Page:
2.2 Unity Using Continuity:

2.2 Unity Using Continuity Another way to create unity is continuity Continuity means something is carried over or connected to another element.

2.2 Unity Using Continuity:

2.2 Unity Using Continuity FIGURE 2.21 A basic grid structure used for a simple double-page spread layout.

2.2 Unity Using Continuity:

2.2 Unity Using Continuity FIGURE 2.22 Four simple double-page layouts that use a grid structure for unity and varying sizes of images and type for variety.

2.2 Unity and Continuity:

2.2 Unity and Continuity The element or elements that are being carried over can be related to line, line direction, shapes, values, colors, forms, or texture. FIGURE 2.23 Continuity using four related storybook illustrations.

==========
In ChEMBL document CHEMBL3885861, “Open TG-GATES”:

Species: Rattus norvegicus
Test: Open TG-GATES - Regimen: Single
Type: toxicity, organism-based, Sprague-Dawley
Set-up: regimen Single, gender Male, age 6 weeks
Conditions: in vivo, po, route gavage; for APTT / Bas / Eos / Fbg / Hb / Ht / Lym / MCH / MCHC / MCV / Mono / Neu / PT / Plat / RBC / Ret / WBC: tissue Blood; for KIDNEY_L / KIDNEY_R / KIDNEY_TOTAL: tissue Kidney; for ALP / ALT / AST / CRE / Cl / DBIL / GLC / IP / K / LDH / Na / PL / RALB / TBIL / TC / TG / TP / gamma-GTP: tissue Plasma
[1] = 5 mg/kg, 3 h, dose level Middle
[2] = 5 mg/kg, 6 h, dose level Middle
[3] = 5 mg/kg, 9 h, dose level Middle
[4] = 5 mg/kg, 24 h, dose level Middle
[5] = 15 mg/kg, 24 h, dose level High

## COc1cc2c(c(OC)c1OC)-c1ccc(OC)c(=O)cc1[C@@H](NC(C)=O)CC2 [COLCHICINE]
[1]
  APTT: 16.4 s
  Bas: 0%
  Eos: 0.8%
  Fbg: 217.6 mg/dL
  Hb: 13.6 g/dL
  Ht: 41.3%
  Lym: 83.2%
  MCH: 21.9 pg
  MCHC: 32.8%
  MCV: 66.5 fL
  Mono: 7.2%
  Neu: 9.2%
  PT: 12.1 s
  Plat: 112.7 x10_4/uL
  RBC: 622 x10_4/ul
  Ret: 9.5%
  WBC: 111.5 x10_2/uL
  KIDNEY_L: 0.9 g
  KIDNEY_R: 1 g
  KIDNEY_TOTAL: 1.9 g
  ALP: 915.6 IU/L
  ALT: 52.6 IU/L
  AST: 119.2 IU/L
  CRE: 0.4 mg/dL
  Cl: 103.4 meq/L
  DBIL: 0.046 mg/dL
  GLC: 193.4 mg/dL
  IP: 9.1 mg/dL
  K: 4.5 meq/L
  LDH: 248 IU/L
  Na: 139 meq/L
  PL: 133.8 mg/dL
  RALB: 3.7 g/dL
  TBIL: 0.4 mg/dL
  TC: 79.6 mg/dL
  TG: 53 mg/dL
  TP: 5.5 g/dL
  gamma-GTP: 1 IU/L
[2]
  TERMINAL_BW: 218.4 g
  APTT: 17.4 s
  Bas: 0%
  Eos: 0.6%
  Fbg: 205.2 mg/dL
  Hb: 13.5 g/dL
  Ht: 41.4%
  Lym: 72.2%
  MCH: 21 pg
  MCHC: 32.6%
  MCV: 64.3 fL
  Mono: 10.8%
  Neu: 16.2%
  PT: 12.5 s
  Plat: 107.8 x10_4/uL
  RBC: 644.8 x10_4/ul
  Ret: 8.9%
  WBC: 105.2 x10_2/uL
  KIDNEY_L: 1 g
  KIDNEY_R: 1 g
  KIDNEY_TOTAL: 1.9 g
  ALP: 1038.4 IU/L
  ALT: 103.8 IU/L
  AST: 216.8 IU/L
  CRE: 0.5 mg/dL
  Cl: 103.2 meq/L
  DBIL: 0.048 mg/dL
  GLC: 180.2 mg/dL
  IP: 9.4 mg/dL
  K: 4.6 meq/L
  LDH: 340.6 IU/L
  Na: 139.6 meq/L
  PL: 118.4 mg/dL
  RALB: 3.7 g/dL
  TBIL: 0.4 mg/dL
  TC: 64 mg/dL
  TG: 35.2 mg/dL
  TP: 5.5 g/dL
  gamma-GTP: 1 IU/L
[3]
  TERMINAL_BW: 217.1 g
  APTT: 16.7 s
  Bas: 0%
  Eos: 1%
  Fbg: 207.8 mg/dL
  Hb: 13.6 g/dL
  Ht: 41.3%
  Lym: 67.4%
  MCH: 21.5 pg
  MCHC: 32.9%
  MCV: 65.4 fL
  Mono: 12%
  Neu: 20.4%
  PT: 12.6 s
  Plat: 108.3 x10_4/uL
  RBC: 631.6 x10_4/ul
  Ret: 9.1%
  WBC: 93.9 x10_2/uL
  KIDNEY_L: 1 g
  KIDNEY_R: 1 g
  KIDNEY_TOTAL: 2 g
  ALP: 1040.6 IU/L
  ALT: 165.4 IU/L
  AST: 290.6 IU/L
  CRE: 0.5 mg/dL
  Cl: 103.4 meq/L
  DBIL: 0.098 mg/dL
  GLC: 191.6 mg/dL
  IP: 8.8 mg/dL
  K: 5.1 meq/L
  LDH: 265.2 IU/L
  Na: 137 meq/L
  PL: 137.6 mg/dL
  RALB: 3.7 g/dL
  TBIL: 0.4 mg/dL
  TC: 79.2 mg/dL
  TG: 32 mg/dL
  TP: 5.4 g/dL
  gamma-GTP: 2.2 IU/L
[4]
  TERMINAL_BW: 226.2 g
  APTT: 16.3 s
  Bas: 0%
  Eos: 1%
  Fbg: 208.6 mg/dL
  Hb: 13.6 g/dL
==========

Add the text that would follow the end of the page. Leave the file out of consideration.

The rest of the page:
2.2 Unity and Continuity:

2.2 Unity and Continuity Continuity is also used in establishing corporate identities. Trademarks, product labels, equipment, packaging, business literature, and other promotional and associated material must be consistent to ensure that the identity of a company is reinforced and remembered. In other words, it is called branding

2.2 Unity Using Continuity:

2.2 Unity Using Continuity UAEU Branding UAEU Brand Guidelines

2.3 Variety:

2.3 Variety When everything is overly structured and unified, the result can be so predictable and repetitive that it becomes boring. Variety introduces interest through contrast . Contrast refers to the differences between elements.

2.3 Variety: Contrast in size:

2.3 Variety: Contrast in size Brand: Volkswagen Beetle Origin: USA Decade: 1960s Year: 1961 Image type: Magazine Advert Keywords: cars Slogans: think small Julian Koenig copywriter posters

2.3 Variety: Contrast in Size:

2.3 Variety: Contrast in Size